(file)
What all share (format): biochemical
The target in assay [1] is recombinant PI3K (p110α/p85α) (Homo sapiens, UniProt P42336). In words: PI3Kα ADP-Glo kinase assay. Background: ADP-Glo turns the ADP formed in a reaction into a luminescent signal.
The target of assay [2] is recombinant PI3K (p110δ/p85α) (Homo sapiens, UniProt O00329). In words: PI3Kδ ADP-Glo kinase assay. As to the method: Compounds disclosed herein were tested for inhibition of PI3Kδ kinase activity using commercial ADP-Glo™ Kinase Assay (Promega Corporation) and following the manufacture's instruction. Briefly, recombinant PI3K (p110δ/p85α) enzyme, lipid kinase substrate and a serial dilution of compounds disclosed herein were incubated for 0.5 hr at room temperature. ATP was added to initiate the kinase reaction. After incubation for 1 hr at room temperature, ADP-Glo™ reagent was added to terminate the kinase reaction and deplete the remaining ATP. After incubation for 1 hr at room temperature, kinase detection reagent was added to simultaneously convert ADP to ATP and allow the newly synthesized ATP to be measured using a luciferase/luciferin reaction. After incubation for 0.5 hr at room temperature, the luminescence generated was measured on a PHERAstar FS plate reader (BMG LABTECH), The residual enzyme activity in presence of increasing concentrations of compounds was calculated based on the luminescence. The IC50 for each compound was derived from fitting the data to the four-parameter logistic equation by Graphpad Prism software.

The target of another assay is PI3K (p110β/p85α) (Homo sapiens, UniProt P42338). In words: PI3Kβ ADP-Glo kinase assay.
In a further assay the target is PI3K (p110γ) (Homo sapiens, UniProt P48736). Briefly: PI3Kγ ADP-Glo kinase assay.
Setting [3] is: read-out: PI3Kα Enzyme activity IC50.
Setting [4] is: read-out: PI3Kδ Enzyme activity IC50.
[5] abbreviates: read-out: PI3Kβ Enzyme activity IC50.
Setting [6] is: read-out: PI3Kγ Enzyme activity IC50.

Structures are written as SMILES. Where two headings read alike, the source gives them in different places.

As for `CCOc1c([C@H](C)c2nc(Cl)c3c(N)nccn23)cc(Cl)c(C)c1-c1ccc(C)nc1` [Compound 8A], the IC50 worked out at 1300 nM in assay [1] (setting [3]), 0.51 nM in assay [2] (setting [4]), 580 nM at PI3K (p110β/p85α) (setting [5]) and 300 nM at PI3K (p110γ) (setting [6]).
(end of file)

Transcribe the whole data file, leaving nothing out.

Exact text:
What all share (format): biochemical
The target in assay [1] is recombinant PI3K (p110α/p85α) (Homo sapiens, UniProt P42336). In words: PI3Kα ADP-Glo kinase assay. Background: ADP-Glo turns the ADP formed in a reaction into a luminescent signal.
The target of assay [2] is recombinant PI3K (p110δ/p85α) (Homo sapiens, UniProt O00329). In words: PI3Kδ ADP-Glo kinase assay. As to the method: Compounds disclosed herein were tested for inhibition of PI3Kδ kinase activity using commercial ADP-Glo™ Kinase Assay (Promega Corporation) and following the manufacture's instruction. Briefly, recombinant PI3K (p110δ/p85α) enzyme, lipid kinase substrate and a serial dilution of compounds disclosed herein were incubated for 0.5 hr at room temperature. ATP was added to initiate the kinase reaction. After incubation for 1 hr at room temperature, ADP-Glo™ reagent was added to terminate the kinase reaction and deplete the remaining ATP. After incubation for 1 hr at room temperature, kinase detection reagent was added to simultaneously convert ADP to ATP and allow the newly synthesized ATP to be measured using a luciferase/luciferin reaction. After incubation for 0.5 hr at room temperature, the luminescence generated was measured on a PHERAstar FS plate reader (BMG LABTECH), The residual enzyme activity in presence of increasing concentrations of compounds was calculated based on the luminescence. The IC50 for each compound was derived from fitting the data to the four-parameter logistic equation by Graphpad Prism software.

The target of another assay is PI3K (p110β/p85α) (Homo sapiens, UniProt P42338). In words: PI3Kβ ADP-Glo kinase assay.
In a further assay the target is PI3K (p110γ) (Homo sapiens, UniProt P48736). Briefly: PI3Kγ ADP-Glo kinase assay.
Setting [3] is: read-out: PI3Kα Enzyme activity IC50.
Setting [4] is: read-out: PI3Kδ Enzyme activity IC50.
[5] abbreviates: read-out: PI3Kβ Enzyme activity IC50.
Setting [6] is: read-out: PI3Kγ Enzyme activity IC50.

Structures are written as SMILES. Where two headings read alike, the source gives them in different places.

As for `CCOc1c([C@H](C)c2nc(Cl)c3c(N)nccn23)cc(Cl)c(C)c1-c1ccc(C)nc1` [Compound 8A], the IC50 worked out at 1300 nM in assay [1] (setting [3]), 0.51 nM in assay [2] (setting [4]), 580 nM at PI3K (p110β/p85α) (setting [5]) and 300 nM at PI3K (p110γ) (setting [6]).